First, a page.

, who is smarter than me, and quite bit better educated, writes --
"You should be aware that most folklorists consider Bettelheim's work to be a load of bunk. He's terrifyingly reductionist, and wilfully made up psychological anecdotes to support his theories. And that's before you take a step back to all the critiques of Freudian psychology in general. I wouldn't recommend using him for the starting point of any analysis of a fantasy story."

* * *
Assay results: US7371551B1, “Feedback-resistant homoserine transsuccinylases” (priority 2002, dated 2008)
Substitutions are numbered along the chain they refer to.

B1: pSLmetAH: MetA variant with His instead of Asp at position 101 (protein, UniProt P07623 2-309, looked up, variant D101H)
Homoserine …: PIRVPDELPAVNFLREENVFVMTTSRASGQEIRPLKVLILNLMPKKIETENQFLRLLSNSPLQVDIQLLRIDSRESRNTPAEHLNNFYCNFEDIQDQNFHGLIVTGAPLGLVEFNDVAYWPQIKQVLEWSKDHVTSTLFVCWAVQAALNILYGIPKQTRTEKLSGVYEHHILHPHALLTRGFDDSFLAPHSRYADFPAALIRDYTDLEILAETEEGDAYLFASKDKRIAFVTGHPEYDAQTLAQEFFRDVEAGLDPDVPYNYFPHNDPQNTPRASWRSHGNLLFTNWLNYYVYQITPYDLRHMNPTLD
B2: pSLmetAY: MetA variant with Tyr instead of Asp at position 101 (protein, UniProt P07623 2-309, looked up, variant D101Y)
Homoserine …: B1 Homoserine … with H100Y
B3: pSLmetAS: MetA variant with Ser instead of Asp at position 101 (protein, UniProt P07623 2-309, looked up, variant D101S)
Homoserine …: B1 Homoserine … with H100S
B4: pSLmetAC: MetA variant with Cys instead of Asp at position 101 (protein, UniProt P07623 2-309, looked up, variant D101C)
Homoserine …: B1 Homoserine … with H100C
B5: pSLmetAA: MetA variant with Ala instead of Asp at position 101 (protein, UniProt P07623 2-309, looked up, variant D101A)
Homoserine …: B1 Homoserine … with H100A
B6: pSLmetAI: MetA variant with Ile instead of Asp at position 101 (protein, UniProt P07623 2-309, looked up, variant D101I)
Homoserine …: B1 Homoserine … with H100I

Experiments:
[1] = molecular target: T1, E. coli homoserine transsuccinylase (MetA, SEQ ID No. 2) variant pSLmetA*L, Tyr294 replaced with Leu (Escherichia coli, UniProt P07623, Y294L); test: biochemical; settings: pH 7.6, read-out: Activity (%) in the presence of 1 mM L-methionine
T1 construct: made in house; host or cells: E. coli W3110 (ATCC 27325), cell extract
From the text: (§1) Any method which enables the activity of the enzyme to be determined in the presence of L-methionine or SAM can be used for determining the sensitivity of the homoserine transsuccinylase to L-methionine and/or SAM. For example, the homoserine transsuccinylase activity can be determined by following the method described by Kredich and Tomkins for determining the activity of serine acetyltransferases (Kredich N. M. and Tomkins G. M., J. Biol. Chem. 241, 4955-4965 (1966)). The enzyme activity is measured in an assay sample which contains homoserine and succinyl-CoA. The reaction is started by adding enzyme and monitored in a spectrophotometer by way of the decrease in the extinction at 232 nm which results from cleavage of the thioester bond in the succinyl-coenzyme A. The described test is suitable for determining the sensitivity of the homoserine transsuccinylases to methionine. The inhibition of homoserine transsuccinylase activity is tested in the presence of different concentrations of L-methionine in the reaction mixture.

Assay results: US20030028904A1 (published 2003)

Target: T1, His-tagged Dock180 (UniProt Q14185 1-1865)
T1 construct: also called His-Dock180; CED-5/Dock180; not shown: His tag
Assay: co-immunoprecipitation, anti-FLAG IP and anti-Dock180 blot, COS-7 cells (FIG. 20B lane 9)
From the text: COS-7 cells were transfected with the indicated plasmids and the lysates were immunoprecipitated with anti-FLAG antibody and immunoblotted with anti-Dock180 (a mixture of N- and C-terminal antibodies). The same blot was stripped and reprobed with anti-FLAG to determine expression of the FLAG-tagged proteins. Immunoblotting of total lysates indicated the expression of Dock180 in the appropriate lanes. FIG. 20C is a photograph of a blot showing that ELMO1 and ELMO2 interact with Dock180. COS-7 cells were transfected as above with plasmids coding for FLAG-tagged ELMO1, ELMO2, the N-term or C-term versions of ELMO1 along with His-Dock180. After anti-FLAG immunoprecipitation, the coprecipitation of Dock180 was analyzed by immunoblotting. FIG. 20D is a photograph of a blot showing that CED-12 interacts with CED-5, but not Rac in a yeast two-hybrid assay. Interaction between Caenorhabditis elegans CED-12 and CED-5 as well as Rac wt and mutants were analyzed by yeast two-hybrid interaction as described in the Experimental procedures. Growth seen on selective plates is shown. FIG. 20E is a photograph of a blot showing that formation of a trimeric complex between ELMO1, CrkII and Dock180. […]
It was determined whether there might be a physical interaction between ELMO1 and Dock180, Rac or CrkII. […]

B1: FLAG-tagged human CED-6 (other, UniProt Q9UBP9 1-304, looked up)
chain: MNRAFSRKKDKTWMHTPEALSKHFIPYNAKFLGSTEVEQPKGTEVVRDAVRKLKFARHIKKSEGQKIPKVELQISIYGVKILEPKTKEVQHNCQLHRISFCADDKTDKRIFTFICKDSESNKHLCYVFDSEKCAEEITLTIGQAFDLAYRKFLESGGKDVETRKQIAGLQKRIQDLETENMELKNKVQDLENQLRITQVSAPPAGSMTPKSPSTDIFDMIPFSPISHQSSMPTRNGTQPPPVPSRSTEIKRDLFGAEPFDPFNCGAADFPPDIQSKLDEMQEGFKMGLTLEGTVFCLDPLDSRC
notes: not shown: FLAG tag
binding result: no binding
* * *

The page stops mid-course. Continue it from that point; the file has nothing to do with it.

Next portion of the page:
I thank Ms Tower for informing me of Dr. Bettelheim's reputation among folklorists -- as I mentioned the other day, I read The Uses of Enchantment primarily because David Mamet recommended I do so, and while Mamet may not be a very good folklorist, he's taught me many useful things about constructing narratives. (On the other hand, he has also taken up conservative politics. So there's that.) I take seriously Ms Tower's caution against Freudian analysis of stories, and if I actually understood what constitutes Freudian psychology I would endeavor to avoid doing that. I don't pretend that this is "the" meaning of The Wizard of Oz, but I believe it is one possible meaning. The point being, this movie has lasted for generations for some reason, and continues to enchant and move audiences despite its dated appearances. There is, for instance, a convincing argument to be made about Wizard being a simple metaphor about a child's development of wisdom in the negotiation of a confusing society. My goal here is to reduce the narrative (which I guess makes me reductionist, although I hope not terrifyingly so) to its smallest possible core, which leads me to a story that is solely about Dorothy and her fears and desires. And, since the adventure is, literally, "all in her head," her head seems like a good place to start.
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